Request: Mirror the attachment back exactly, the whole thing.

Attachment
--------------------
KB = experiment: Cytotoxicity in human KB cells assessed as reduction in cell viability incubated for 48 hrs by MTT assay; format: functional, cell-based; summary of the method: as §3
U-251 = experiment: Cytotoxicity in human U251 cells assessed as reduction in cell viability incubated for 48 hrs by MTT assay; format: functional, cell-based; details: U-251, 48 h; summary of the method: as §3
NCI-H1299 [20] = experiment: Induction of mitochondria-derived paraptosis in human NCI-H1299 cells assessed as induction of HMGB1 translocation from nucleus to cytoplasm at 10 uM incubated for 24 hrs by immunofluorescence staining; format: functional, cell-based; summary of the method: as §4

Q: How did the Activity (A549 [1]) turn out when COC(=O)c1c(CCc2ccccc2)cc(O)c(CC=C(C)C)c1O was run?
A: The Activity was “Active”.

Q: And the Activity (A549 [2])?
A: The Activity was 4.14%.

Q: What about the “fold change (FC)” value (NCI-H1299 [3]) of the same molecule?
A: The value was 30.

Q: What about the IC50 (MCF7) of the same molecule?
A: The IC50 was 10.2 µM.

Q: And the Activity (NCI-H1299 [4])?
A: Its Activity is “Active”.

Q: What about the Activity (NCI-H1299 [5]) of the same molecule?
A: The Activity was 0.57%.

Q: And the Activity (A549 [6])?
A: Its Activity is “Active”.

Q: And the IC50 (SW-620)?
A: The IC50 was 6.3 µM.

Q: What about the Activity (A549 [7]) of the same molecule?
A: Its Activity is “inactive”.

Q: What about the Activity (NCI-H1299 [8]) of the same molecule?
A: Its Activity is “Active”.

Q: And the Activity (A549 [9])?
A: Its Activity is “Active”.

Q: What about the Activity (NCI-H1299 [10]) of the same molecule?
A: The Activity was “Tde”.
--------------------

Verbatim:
KB = experiment: Cytotoxicity in human KB cells assessed as reduction in cell viability incubated for 48 hrs by MTT assay; format: functional, cell-based; summary of the method: as §3
U-251 = experiment: Cytotoxicity in human U251 cells assessed as reduction in cell viability incubated for 48 hrs by MTT assay; format: functional, cell-based; details: U-251, 48 h; summary of the method: as §3
NCI-H1299 [20] = experiment: Induction of mitochondria-derived paraptosis in human NCI-H1299 cells assessed as induction of HMGB1 translocation from nucleus to cytoplasm at 10 uM incubated for 24 hrs by immunofluorescence staining; format: functional, cell-based; summary of the method: as §4

Q: How did the Activity (A549 [1]) turn out when COC(=O)c1c(CCc2ccccc2)cc(O)c(CC=C(C)C)c1O was run?
A: The Activity was “Active”.

Q: And the Activity (A549 [2])?
A: The Activity was 4.14%.

Q: What about the “fold change (FC)” value (NCI-H1299 [3]) of the same molecule?
A: The value was 30.

Q: What about the IC50 (MCF7) of the same molecule?
A: The IC50 was 10.2 µM.

Q: And the Activity (NCI-H1299 [4])?
A: Its Activity is “Active”.

Q: What about the Activity (NCI-H1299 [5]) of the same molecule?
A: The Activity was 0.57%.

Q: And the Activity (A549 [6])?
A: Its Activity is “Active”.

Q: And the IC50 (SW-620)?
A: The IC50 was 6.3 µM.

Q: What about the Activity (A549 [7]) of the same molecule?
A: Its Activity is “inactive”.

Q: What about the Activity (NCI-H1299 [8]) of the same molecule?
A: Its Activity is “Active”.

Q: And the Activity (A549 [9])?
A: Its Activity is “Active”.

Q: What about the Activity (NCI-H1299 [10]) of the same molecule?
A: The Activity was “Tde”.